Skip to main content
Home » Women's Healthcare » Why High School Is the Time to Start Talking About Mental Health

According to the National Alliance on Mental Illness (NAMI), approximately 1 in 5 youth ages 13 to 18 will experience a severe mental disorder.

Getting help early for those young people and destigmatizing the disease are top priorities for Alexandra von Plato, CEO of Publicis Health, the world’s largest healthcare communications network.

“There is a mental health epidemic among people starting at a younger age, particularly manifesting in high school and early college,” she says. The topic is personal for von Plato; her younger sister, who had anxiety and depression, died by suicide less than two years ago.

“This is an unrelenting disease,” she says. Von Plato explains that not all people with mental health conditions seek or receive medical treatment. If they do, medication alone isn’t always sufficient.

Raising awareness

According to Mental Health America, 1.8 million youth experienced severe depression last year. This results in “serious interference” in school, at home and in relationships.

Von Plato agrees, explaining that many youths with addiction or social problems may actually have an undiagnosed mental illness.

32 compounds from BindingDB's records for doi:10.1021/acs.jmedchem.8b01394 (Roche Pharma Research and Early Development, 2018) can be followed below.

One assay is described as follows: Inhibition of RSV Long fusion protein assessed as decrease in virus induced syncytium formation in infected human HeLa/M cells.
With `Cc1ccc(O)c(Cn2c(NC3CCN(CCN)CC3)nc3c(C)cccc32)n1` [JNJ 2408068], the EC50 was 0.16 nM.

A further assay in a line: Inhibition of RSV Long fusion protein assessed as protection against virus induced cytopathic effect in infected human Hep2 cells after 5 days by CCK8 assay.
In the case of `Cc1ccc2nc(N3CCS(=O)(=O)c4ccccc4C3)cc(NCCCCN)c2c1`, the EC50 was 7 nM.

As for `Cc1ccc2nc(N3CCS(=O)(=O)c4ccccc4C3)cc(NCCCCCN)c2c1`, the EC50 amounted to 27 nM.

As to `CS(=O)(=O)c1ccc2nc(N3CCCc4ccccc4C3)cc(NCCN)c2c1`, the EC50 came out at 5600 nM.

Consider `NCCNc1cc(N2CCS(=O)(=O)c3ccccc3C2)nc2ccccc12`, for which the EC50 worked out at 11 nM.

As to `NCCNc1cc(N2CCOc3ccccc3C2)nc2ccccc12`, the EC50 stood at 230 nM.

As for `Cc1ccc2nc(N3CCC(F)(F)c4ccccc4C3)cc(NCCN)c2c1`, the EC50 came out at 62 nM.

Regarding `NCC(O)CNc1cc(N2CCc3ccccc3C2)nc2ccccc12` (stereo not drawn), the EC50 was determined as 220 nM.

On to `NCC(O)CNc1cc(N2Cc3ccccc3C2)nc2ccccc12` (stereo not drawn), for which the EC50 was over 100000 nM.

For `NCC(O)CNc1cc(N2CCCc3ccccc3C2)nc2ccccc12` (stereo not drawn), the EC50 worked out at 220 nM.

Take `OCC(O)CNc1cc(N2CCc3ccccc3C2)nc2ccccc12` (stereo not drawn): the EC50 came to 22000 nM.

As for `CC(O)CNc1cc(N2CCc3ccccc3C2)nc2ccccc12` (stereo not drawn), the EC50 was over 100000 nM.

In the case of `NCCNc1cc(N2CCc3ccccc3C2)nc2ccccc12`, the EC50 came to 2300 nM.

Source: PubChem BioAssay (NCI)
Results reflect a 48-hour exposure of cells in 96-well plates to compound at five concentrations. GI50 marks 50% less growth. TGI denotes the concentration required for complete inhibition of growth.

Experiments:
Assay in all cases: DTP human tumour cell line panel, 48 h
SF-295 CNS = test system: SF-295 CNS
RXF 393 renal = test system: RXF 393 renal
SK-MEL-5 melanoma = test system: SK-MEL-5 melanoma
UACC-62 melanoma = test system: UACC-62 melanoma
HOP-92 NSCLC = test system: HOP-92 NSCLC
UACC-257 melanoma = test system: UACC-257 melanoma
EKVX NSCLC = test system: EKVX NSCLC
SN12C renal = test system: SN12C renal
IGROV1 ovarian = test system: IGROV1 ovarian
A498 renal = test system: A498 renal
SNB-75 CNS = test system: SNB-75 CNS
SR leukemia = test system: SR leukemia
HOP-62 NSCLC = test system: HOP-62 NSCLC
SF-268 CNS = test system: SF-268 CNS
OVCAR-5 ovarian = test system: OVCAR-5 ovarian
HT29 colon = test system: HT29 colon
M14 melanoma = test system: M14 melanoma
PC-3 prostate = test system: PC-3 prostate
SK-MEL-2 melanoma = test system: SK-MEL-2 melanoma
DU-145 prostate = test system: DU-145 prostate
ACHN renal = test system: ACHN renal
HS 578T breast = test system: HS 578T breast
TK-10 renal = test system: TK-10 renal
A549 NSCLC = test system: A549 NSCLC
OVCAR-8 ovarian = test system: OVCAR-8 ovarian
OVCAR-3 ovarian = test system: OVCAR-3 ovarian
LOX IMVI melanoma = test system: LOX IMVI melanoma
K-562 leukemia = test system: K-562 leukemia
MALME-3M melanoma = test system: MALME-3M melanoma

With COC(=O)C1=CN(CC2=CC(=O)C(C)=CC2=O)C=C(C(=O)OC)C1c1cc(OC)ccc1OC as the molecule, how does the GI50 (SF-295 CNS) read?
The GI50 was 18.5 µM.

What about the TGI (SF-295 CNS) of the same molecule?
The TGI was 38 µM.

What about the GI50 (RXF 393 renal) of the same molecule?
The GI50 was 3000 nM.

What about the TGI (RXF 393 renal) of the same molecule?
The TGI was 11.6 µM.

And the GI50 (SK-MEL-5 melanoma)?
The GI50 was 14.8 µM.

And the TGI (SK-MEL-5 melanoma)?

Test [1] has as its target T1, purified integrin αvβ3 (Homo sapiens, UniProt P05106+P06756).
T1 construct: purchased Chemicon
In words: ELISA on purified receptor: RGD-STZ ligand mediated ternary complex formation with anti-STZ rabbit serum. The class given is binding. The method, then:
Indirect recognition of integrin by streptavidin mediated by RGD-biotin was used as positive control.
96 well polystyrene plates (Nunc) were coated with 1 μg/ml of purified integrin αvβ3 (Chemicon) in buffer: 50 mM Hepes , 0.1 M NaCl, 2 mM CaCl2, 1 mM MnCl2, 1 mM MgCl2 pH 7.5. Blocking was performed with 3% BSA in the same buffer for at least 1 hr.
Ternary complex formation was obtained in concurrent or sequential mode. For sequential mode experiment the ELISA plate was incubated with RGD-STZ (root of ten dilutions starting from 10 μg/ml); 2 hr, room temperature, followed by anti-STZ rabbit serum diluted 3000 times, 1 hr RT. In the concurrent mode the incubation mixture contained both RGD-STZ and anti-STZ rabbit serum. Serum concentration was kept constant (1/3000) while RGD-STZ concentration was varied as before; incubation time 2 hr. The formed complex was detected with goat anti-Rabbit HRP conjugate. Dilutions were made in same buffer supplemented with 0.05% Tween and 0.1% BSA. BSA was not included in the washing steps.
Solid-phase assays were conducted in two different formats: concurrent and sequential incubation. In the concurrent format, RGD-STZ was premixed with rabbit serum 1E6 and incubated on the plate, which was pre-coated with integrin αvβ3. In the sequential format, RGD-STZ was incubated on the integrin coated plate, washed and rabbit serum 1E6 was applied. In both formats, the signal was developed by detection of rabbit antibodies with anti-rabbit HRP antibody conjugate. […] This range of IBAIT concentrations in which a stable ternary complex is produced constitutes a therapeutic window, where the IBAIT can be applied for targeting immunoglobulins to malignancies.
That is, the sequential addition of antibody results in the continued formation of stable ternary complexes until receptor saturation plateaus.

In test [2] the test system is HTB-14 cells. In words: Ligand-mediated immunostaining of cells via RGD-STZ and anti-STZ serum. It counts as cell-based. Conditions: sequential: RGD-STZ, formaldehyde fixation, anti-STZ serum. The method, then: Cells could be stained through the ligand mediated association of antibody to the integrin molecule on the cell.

“We’ve taken it upon ourselves at Publicis Health to undertake a focus on mental health to help break down the stigma and the misunderstanding that often prevents people from seeking treatment, particularly young people,” says von Plato.

Fighting stigma

This summer, Publicis Health’s interns developed campaign ideas to build on NAMI’s #CureStigma movement that aims to raise awareness and destigmatize mental illness. “Since 75 percent of mental illnesses are diagnosed before age 24, enlisting college-aged interns made sense,” says von Plato.

When the project started, von Plato asked the 82 interns how many of them or their family members struggled with mental illness. “Almost everybody raised their hands,” she says. “They had no idea; they thought they were the only ones.”

“Mental health conditions don’t just affect individuals who are struggling. Mental illness touches everyone. This realization led to the defining thesis of our project: We need each other; we are better together,” says Alexa Ciccarelli, senior associate of resource management at Saatchi & Saatchi Wellness. She also serves as manager of the intern project.

The winning campaign selected by NAMI focused on bringing mental health awareness to high school students.

“Once you start talking about mental illness, you make it OK,” says von Plato.

Next article